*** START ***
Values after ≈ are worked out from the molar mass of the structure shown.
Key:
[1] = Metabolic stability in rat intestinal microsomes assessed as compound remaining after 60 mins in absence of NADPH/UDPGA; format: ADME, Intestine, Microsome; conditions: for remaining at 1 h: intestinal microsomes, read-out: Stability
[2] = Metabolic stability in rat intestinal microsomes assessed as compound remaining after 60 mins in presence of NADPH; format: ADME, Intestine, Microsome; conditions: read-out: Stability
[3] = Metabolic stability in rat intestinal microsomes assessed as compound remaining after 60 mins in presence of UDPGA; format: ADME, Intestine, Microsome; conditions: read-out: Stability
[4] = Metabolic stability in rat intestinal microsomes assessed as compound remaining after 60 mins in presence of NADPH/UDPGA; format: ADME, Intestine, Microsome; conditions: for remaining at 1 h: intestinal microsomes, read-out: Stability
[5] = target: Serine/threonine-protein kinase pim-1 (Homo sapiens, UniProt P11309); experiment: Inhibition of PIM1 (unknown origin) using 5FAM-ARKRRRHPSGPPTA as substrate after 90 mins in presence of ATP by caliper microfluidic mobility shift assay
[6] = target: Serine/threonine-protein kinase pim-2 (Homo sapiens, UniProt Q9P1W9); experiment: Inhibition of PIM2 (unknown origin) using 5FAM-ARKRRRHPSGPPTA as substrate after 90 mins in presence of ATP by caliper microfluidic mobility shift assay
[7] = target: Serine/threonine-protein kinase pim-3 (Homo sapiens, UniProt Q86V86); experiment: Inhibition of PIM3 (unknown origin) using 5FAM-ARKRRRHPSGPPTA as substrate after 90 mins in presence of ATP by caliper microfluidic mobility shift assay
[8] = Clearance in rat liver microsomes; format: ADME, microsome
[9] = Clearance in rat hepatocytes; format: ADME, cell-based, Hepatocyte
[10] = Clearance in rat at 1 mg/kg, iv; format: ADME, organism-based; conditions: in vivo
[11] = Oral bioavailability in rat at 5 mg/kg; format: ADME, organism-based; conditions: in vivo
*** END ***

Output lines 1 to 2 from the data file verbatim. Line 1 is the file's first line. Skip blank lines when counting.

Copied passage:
Values after ≈ are worked out from the molar mass of the structure shown.
Key: